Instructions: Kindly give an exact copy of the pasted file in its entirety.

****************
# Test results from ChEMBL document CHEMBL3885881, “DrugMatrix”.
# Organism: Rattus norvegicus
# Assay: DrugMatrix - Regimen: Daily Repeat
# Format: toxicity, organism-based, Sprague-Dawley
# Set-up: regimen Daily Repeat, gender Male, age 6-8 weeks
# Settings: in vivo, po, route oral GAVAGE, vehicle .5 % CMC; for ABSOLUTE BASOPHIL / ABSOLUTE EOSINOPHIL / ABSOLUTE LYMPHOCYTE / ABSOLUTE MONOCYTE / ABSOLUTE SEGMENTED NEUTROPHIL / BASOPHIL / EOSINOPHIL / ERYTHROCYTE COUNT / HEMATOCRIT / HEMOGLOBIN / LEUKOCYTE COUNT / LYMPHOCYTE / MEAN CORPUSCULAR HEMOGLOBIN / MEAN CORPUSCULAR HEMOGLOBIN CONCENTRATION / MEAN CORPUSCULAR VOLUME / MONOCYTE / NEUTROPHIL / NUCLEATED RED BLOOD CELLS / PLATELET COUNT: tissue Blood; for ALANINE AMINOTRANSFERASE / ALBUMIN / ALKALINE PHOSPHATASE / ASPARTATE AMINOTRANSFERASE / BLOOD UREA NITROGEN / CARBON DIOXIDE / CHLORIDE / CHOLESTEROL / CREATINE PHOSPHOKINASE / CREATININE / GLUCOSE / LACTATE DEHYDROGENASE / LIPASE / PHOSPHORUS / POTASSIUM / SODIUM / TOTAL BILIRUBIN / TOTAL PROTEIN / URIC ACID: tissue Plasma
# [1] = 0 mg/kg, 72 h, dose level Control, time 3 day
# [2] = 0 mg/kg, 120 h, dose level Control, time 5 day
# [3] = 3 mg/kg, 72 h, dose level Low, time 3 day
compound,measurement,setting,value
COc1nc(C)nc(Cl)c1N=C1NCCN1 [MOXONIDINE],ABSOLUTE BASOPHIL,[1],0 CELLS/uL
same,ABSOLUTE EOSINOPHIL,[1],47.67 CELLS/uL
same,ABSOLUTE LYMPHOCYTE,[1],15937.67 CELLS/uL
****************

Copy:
# Test results from ChEMBL document CHEMBL3885881, “DrugMatrix”.
# Organism: Rattus norvegicus
# Assay: DrugMatrix - Regimen: Daily Repeat
# Format: toxicity, organism-based, Sprague-Dawley
# Set-up: regimen Daily Repeat, gender Male, age 6-8 weeks
# Settings: in vivo, po, route oral GAVAGE, vehicle .5 % CMC; for ABSOLUTE BASOPHIL / ABSOLUTE EOSINOPHIL / ABSOLUTE LYMPHOCYTE / ABSOLUTE MONOCYTE / ABSOLUTE SEGMENTED NEUTROPHIL / BASOPHIL / EOSINOPHIL / ERYTHROCYTE COUNT / HEMATOCRIT / HEMOGLOBIN / LEUKOCYTE COUNT / LYMPHOCYTE / MEAN CORPUSCULAR HEMOGLOBIN / MEAN CORPUSCULAR HEMOGLOBIN CONCENTRATION / MEAN CORPUSCULAR VOLUME / MONOCYTE / NEUTROPHIL / NUCLEATED RED BLOOD CELLS / PLATELET COUNT: tissue Blood; for ALANINE AMINOTRANSFERASE / ALBUMIN / ALKALINE PHOSPHATASE / ASPARTATE AMINOTRANSFERASE / BLOOD UREA NITROGEN / CARBON DIOXIDE / CHLORIDE / CHOLESTEROL / CREATINE PHOSPHOKINASE / CREATININE / GLUCOSE / LACTATE DEHYDROGENASE / LIPASE / PHOSPHORUS / POTASSIUM / SODIUM / TOTAL BILIRUBIN / TOTAL PROTEIN / URIC ACID: tissue Plasma
# [1] = 0 mg/kg, 72 h, dose level Control, time 3 day
# [2] = 0 mg/kg, 120 h, dose level Control, time 5 day
# [3] = 3 mg/kg, 72 h, dose level Low, time 3 day
compound,measurement,setting,value
COc1nc(C)nc(Cl)c1N=C1NCCN1 [MOXONIDINE],ABSOLUTE BASOPHIL,[1],0 CELLS/uL
same,ABSOLUTE EOSINOPHIL,[1],47.67 CELLS/uL
same,ABSOLUTE LYMPHOCYTE,[1],15937.67 CELLS/uL